The album opens with “Great Pumpkin Waltz,” a piece from It’s The Great Pumpkin, Charlie Brown. This rendition is warm and wonderful, and features some excellent work on saxophone. Where the track really starts to cook is during Thompson’s lead on piano in the second half. He delivers some fantastic stuff there. I only wish it went on a little longer. This track fades out. Also from It’s The Great Pumpkin, Charlie Brown comes “Charlie Brown Theme,” a fun number with a catchy groove and theme. This track features a delicious lead on bass, plus some great stuff on guitar. The band seems to be having a glorious time with this song. Their joy is nearly palpable. Or perhaps that’s our own joy as we listen to this music. Isn’t this how all holidays should sound, how all holidays should feel?
We then move to Thanksgiving for a couple of numbers, starting with “Thanksgiving Theme.” This one begins more softly, thoughtfully. This theme might not be as familiar as most of the other tracks because this particular special isn’t as popular as A Charlie Brown Christmas and It’s The Great Pumpkin, Charlie Brown, but the music is good, particularly that saxophone. And when it comes time for Thompson’s lead on piano halfway through, the track starts to hop a bit. It retains its warmth, but takes on more energy, the drums and bass following the piano’s lead. It grows from there, taking on more of a big band vibe as the horns become prominent, but it’s the drum work that I most love in that section. That is followed by “Little Birdie,” this track featuring the vocal work of Tyreek McDole, who offers a bit of scat at the beginning and then totally throws himself into the spirit of the number. This song is about Woodstock, the bird that is Snoopy’s friend in the comic strip and the specials. “Don’t you worry, you just do what you can do.” This track also features some fantastic stuff on saxophone. This track moves and snaps during that instrumental section. The piano work is excellent, as you might expect, but also pay attention to that wonderful rhythm. I was not expecting this particular track to be a highlight of the disc, but it certainly is.
Isaiah J. Thompson then gets into the Charlie Brown Christmas special, which again is the absolute best Christmas television program, in large part because of the music. He opens this section with “O Tannenbaum,” which is also the first track from the Vince Guaraldi Trio album. Here we get some excellent stuff from Anthony Hervey, which makes this particular rendition a total delight. There is also some seriously cool work on piano, and there is another good lead on bass here. I love this rendition. That’s followed by “Christmas Is Coming.” The joy present right from the beginning of this track is almost enough to actually get me excited about the holiday, even this early in the season. This piece has always been a highlight of the music from the television special, and Isaiah J. Thompson does a great job with it, particularly on his lead, which is just about every shade of cool you can imagine. Toward the end of the track, there is some clapping and crowd noises, like the Christmas party has kicked into a higher gear. And that’s how it ends.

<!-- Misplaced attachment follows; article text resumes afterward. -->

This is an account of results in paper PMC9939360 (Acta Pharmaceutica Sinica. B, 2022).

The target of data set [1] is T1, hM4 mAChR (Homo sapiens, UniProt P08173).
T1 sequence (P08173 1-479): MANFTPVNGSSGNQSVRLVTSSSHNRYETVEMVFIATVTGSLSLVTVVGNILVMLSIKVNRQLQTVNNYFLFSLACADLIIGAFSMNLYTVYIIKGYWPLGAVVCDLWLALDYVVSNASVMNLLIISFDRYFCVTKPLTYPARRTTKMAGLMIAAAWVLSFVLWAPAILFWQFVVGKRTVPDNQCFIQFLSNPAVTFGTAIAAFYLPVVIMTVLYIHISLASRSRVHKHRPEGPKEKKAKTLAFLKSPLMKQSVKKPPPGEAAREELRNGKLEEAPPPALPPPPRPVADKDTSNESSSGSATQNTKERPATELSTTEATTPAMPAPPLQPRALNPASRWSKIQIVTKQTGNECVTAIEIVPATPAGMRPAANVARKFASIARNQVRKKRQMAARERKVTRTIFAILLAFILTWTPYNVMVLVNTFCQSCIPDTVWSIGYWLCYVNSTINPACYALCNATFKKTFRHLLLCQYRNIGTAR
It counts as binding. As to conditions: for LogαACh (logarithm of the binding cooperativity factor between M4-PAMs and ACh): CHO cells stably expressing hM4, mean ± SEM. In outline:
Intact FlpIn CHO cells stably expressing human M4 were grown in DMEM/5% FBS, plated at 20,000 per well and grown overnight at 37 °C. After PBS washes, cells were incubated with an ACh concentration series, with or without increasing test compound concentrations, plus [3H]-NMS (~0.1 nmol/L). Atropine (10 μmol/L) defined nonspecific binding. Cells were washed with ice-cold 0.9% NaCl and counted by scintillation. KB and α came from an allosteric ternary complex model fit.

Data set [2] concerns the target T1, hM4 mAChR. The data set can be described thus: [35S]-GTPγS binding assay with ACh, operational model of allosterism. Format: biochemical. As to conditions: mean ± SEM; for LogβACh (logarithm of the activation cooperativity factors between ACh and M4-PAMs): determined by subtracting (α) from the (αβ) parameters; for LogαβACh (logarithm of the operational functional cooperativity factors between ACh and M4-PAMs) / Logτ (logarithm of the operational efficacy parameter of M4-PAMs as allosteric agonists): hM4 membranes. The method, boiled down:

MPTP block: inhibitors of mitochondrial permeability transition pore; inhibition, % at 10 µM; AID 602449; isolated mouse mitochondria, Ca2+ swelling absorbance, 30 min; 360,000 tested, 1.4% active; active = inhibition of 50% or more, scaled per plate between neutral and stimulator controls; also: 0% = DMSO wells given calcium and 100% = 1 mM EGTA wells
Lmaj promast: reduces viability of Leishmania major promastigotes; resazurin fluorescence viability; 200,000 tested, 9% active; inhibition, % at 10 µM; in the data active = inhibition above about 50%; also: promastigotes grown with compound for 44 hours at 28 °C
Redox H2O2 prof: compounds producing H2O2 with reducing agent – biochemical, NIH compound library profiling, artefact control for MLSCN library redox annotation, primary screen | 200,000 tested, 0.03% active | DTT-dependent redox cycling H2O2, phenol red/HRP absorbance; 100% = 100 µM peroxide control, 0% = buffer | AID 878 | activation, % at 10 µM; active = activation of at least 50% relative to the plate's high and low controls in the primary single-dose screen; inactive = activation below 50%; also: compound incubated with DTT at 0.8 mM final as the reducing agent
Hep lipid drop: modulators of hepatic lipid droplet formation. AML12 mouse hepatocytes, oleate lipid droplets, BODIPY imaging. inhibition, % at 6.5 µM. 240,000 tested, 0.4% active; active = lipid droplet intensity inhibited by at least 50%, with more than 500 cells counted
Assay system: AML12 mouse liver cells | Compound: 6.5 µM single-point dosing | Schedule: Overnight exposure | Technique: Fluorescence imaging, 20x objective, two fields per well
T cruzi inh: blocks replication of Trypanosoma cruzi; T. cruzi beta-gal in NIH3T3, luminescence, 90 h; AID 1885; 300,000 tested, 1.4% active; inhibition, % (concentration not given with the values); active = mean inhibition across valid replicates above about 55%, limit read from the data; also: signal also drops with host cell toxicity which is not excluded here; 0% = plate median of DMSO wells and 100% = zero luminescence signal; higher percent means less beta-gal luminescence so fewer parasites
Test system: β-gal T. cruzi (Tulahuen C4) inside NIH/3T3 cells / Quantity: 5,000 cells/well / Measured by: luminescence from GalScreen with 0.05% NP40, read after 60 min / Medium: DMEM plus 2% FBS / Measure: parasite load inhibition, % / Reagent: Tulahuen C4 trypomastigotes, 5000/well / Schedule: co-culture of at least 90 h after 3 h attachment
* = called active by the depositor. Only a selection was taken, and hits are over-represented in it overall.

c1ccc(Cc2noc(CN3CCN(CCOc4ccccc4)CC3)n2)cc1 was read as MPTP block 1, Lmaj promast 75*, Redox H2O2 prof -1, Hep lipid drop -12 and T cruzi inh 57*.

“Christmas Time Is Here” is the tune most people think of when they think of music from the Christmas special. It’s a beautiful piece, and has been covered a lot over the years. Isaiah J. Thompson’s rendition has a little more energy that is usually given the song, and moves at a somewhat faster pace. These guys are clearly excited that Christmas time is here. Robbie Lee then joins Isaiah J. Thompson on vocals for a sweet rendition of “The Christmas Song,” written by Mel Torme and Robert Wells. This track feels like that idealized version of home that we hold in our hearts, that image of folks seated around the living room, relaxing next to the Christmas tree after dark. Warmth, love, safety. It’s wonderful. Isaiah J. Thompson then puts his own spin on “What Child Is This?” This rendition has a different rhythm, a different energy, and will likely give you a fresh appreciation for the tune. Things get kind of loose, kind of wild in the second half, and there is a good deal of joy to the playing. This is a fun version, one of the more exciting versions I’ve heard.
Isaiah J. Thompson delivers a pretty rendition of “Auld Lang Syne” that begins as a solo piano piece, and halfway through adds vocals, some humming that is quite beautiful. It’s been a while since I’ve seen A Charlie Brown Christmas, but I don’t recall this song being in it. It was, however, in the 1986 special Happy New Year, Charlie Brown, but by then Vince Guaraldi had been dead for a decade. That’s followed by “Heartburn Waltz,” a song comes from Be My Valentine, Charlie Brown. It has a light, sweet vibe to it, and features flute, plus a good lead on bass. The album concludes with “Linus And Lucy,” which is the main Peanuts theme. Here the band members are pumping a tremendous amount of joy into their playing. Something about this tune makes me smile every time I hear it, and this rendition is particularly excellent, the perfect ending to a delightful album.
CD Track List
- Great Pumpkin Waltz
- Charlie Brown Theme
- Thanksgiving Theme
- Little Birdie
- O Tannenbaum (O Christmas Tree)
- Christmas Is Coming
- Christmas Time Is Here
- The Christmas Song (Chestnuts Roasting On An Open Fire)
- What Child Is This? (Greensleeves)
- Auld Lang Syne
- Heartburn Waltz
- Linus And Lucy
A Guaraldi Holiday is scheduled to be released on December 1, 2023 through Outside In Music.